GAPDH (VIC-TAMRA, Cat. No.:4310884E, Applied Biosystems, USA) was used as a reference gene in all experiments. All experiments were performed on 384-well plates, with a single probe per well using the ViiA™ 7 Real-Time PCR System (Applied Biosystems™). The conditions for the PCR were 50 °C for 2 min, 95 °C for 10 min, and 40 cycles of 95 °C for 15 s and 60 °C for 1 min. The relative quantification of gene expression was done by comparison of the Ct values of treated and control groups considering the actual efficiency of each assay using the Quant Genious protocol [102]. BaP (30 μM) was used as a positive control. Three independent experiments were performed each time in duplicates. Statistical difference between treated groups and controls was determined by two-tailed Student’s t-test. A ≥ 1.5-fold change in gene expression compared to control was considered as up-regulation and down-regulation, respectively.

Author Contributions

Conceptualization: B.Ž. and K.H.; Methodology: K.H., S.M., and B.Ž.; Software: K.H. and A.Š.; Validation: K.H., S.M., and A.Š.; Formal analysis: K.H., A.Š., and S.M.; Investigation: K.H., S.M., and B.Ž.; Resources: M.F.; Data curation: K.H. and S.M.; Writing—original draft: Alja Štern; Writing—review and editing: B.Ž., M.F., K.H., and S.M.; Visualization: K.H. and S.M.; Supervision: B.Ž. and M.F.; Project administration: B.Ž. and M.F.; Funding acquisition: M.F. All authors have read and agreed to the published version of the manuscript.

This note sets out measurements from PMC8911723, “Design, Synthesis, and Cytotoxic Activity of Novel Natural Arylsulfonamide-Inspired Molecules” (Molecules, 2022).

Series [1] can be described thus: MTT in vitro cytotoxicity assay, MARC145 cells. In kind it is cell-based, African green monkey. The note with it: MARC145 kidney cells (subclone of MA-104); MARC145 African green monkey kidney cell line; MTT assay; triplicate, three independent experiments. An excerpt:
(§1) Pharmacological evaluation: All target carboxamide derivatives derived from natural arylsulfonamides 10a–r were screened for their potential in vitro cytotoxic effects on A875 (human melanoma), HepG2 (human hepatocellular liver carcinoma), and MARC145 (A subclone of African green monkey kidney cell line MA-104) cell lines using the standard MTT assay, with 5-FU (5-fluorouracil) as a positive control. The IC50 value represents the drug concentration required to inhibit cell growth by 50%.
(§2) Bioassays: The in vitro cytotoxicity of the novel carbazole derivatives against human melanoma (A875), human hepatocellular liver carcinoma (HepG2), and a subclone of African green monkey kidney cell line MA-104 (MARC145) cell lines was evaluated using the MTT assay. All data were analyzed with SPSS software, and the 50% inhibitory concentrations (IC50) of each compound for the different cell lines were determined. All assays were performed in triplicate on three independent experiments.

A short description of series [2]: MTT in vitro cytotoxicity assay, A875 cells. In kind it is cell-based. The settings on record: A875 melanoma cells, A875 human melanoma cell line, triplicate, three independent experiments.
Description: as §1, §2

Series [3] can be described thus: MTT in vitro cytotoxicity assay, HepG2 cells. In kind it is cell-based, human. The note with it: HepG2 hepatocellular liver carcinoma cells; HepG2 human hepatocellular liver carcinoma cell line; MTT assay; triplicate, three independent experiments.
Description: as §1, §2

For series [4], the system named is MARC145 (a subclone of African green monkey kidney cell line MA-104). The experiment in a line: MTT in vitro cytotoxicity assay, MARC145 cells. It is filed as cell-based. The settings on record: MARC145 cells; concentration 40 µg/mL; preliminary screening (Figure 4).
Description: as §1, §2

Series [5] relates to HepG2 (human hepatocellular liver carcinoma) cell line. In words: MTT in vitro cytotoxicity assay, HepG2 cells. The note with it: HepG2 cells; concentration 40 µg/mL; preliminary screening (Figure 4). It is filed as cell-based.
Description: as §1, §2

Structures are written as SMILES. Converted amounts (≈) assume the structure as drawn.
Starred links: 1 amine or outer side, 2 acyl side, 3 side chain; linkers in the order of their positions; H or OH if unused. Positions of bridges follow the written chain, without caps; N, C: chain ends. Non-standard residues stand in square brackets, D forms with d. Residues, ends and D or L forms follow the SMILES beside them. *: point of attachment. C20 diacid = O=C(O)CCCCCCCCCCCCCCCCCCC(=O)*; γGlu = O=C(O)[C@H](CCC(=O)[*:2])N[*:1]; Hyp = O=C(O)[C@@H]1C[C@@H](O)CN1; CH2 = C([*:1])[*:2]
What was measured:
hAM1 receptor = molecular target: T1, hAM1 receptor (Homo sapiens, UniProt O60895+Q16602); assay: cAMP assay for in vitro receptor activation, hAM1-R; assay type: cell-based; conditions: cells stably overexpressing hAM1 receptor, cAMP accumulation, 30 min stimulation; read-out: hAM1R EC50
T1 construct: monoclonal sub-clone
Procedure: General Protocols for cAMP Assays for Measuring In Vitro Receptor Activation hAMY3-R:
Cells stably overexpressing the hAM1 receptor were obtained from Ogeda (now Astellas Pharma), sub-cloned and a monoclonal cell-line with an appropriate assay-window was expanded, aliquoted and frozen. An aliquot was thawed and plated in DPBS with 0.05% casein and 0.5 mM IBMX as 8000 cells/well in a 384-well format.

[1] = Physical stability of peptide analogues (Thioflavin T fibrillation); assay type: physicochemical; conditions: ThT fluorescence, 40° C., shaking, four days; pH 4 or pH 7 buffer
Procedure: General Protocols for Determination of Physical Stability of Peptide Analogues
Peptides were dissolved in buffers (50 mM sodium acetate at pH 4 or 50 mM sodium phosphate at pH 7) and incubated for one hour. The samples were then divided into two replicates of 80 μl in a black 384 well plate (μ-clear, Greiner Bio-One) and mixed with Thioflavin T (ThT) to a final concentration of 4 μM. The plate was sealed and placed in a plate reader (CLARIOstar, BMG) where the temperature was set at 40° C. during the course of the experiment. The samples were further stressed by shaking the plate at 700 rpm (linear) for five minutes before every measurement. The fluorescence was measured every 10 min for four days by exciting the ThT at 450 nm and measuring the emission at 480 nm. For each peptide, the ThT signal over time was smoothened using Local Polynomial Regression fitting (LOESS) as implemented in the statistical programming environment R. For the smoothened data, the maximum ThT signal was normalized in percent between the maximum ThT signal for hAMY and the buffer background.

Funding

This research was funded by the Slovenian Research Agency [research core funding P1-0245, and PhD grant to Klara Hercog MR36321], and the PhD grant from the University of Seville to the Sara Maisanaba (VI PPIT, I.3A1, 2017) and the COST Actions ES1105 (Cyanobacterial blooms and toxins in water resources: Occurrence, impacts and management).

Acknowledgments

The authors thank Marija Sollner-Dolenc and the Faculty of Pharmacy for providing BPA and its analogues.

Conflicts of Interest

The authors declare no conflict of interest.